New York magazine's Joe Hagan has good piece on the "libertarian" talk show host and spittle-flecked lunatic Alex Jones, whose conspiracy radio program apparently reaches three million listeners a day. A sample:
Jones is an entertainer—he studied broadcasting at a community college—and hardly unambitious. At one point, he suggests we title this story "Duh—Winning!" He has a staff of 25 and recently built a TV studio for his webcast. He has big dreams of starting an online social network and even a newspaper distributed in major cities. His sense of the Internet, where he has a massive Google footprint of alarming news clips and full-length YouTube movies like The Obama Deception and Fall of the Republic, is that it's a virtual feeding pond for his ideas….
Jones is careful to give Roger Ailes, the Fox News chief, an out on the whole "globalist" agenda. "He actually knows all about this stuff," says Jones. "His bodyguards keep him safe from the New World Order. And that's a fact. Navy SEALS. Retired Navy SEALS."
Jones got a significant amount of press after he "culture jammed" (read: revealed himself to be a nut) an appearance on The View, while talking about his conspiracy chum Charlie Sheen. It was a bizarre performance, but one that Jones was rather proud of, having told the View demographic that Building 7 was blown up by…someone. As Hagan notes, Jones is irritated that his show exists outside of the mainstream, but that Fox News's Glenn Beck has cannibalized much of his schtick. Like Beck, Jones tells Hagan that while his theories might seem strange to the sheeple (his preferred word for us normal people) in the mainstream media, he is, after all, "just studying history." And it's all there, if one knows where to look for it.
I have a few quibbles with Hagan's take on why this brand of conspiracy is so popular—from Jones and Beck to Noam Chomsky and Amiri Baraka—I'll take issue with his claim that while Jones might be mad, he is nevertheless "informed by a deep knowledge of history."
"In the general scope of history and common sense, and studying how humans operate, we're Rome in 407," says Jones. "A few years before Alaric sacking it."
One can, of course, possess a "deep knowledge of history" and not have a clue who how to process all of that knowledge. After reading Hagan's piece, I watched two clips of Jones discussing the real roots of fascism and the Second World War, a subject, he tells listeners, on which he is something of an expert. Indeed, he has read, "no exaggeration, probably more than a hundred" books on the topic. So here is a sampling of what one would learn from listening to Jones babble about the recent past:
Deputy Führer Rudolf Hess, a "World War I fighter ace (sic)," "flew into England (sic) at the start (sic) of the Blitz" with a secret peace deal, only to be locked up in the Tower of London "for the rest of his life (sic)"; you can learn about the religious structure of the SS from historian "Heinz Hobel" (sic); the Germans were on, I presume, an erotic quest for something called "Lebensfrau"; Adolf Hitler—"Adolf Alois (sic) Hitler"—was given "Rockefeller awards" and rather popular in American "gardening" magazines; the Second World War "killed 20 million (sic) Germans"; Edward the 8th had to "advocate" the throne (sic…he "advocates" the throne in this clip too) not because of Wallace Simpson, but because he was a Hitler supporter; the 1940 German invasion of France was staged, the result of a deal with the "Vit-chee French"; curiously, the "Madge-inel Line" (sic) in France failed but the Poles held out, fighting the blitzkrieg with "horse-drawn carriages" (!); Time magazine's 1938 "Man of the Year" feature "praised" Hitler (it didn't). And if you prefer someone more expert in the field of modern German history, here he is interviewing the "highly respected" Holocaust denier and conspiracy crank Michael Hoffman.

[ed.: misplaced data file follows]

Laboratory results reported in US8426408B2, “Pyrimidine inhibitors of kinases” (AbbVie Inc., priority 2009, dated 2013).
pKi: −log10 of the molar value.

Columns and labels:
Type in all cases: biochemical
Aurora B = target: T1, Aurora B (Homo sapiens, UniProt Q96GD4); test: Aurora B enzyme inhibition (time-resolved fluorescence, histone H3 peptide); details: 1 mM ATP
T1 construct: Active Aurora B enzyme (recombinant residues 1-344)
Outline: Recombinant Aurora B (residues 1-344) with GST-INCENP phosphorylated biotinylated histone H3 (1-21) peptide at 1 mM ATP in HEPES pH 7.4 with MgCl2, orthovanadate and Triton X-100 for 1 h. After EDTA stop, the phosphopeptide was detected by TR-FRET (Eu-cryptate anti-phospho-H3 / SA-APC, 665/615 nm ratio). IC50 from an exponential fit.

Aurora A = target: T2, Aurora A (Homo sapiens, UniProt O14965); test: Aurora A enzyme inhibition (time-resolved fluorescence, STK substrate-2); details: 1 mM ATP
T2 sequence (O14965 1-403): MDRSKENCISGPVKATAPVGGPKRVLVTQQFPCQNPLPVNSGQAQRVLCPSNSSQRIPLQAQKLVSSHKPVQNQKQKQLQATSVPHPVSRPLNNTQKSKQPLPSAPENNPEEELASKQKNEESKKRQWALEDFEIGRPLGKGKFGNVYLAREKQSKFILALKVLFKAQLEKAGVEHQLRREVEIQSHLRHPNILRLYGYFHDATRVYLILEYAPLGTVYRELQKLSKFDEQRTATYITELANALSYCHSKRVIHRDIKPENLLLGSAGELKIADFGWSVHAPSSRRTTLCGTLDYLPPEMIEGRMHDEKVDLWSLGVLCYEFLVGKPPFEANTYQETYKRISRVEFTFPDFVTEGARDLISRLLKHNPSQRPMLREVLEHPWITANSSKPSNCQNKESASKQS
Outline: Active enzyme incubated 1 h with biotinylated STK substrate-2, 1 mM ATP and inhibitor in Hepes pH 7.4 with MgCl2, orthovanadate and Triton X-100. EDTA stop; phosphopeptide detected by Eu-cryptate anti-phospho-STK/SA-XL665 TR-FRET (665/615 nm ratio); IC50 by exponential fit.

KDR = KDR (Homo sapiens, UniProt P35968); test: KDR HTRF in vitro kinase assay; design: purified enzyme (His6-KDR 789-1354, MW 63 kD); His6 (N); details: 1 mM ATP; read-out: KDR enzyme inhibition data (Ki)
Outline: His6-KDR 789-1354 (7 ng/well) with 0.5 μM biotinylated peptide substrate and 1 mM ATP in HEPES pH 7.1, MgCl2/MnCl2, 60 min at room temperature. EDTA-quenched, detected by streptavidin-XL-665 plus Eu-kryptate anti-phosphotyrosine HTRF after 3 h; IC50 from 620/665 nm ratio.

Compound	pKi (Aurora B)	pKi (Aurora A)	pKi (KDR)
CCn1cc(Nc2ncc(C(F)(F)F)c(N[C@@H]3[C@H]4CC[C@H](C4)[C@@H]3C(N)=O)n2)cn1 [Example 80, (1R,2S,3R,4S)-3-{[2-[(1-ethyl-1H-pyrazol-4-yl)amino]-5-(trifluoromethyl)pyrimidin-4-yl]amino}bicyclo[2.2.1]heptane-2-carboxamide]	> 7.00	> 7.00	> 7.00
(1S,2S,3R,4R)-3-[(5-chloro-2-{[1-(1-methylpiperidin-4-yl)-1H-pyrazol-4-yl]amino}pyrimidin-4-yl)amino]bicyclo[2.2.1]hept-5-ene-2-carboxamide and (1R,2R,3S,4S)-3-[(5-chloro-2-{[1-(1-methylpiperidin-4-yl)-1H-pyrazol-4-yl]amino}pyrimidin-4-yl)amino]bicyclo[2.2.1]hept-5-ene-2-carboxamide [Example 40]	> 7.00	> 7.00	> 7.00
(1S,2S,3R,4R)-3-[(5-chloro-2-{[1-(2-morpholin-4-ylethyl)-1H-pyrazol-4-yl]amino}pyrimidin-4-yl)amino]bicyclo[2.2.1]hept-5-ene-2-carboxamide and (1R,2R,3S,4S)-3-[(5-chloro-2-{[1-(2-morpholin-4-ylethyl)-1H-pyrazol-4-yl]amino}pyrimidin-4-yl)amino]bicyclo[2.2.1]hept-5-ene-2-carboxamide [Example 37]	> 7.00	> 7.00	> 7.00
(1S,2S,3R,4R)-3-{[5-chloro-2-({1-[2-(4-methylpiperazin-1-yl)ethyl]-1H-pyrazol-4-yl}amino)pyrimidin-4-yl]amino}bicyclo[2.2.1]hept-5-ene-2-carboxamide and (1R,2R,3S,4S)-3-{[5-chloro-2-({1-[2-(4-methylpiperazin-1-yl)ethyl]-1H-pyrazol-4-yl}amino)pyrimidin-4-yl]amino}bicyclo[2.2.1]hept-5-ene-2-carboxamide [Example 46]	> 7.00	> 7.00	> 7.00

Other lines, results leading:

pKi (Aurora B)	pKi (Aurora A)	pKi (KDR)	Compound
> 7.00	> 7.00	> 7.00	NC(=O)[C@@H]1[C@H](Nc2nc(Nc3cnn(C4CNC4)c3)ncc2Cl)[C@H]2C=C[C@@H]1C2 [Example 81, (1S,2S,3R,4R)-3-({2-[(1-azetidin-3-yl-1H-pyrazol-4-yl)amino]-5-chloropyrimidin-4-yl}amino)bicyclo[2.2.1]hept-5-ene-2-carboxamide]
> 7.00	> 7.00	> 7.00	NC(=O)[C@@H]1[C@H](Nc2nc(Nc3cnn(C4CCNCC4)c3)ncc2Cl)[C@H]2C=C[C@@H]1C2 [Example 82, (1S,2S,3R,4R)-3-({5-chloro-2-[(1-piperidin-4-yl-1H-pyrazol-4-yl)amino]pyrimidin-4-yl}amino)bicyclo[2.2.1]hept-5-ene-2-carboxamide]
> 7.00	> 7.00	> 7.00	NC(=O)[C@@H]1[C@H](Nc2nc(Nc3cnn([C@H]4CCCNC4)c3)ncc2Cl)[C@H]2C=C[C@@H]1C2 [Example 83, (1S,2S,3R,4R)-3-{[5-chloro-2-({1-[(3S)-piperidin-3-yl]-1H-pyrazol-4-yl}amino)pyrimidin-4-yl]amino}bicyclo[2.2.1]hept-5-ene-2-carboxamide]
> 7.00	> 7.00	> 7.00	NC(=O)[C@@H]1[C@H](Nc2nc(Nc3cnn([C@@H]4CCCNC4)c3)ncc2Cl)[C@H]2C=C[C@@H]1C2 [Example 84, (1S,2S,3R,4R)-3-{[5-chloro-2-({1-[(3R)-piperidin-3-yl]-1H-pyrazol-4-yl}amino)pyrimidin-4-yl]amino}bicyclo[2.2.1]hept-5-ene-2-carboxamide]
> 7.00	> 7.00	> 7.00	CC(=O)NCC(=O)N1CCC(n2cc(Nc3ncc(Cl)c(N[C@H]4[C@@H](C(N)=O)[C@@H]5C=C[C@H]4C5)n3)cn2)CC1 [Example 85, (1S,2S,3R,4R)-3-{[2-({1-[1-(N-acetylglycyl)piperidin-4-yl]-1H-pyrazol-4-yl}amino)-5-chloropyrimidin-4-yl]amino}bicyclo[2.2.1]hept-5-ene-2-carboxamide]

If you are susceptible to this sort of nonsense, a red flag that one is entering conspiracy territory, one frequently waved by both Jones and Beck, is the contradictory claims that they possess unique information about a historical or political event and that the information is not conspiratorial. Because, as he repeatedly and defensively claims in the clips linked above, everything he is saying can be confirmed in "mainline" history books. It's an odd trick, considering that cranks like Jones spend an exceptional amount of time denouncing the information found in the "globalist" mainstream media.
Read the whole New York piece here.
Jones on the important issue of mind control: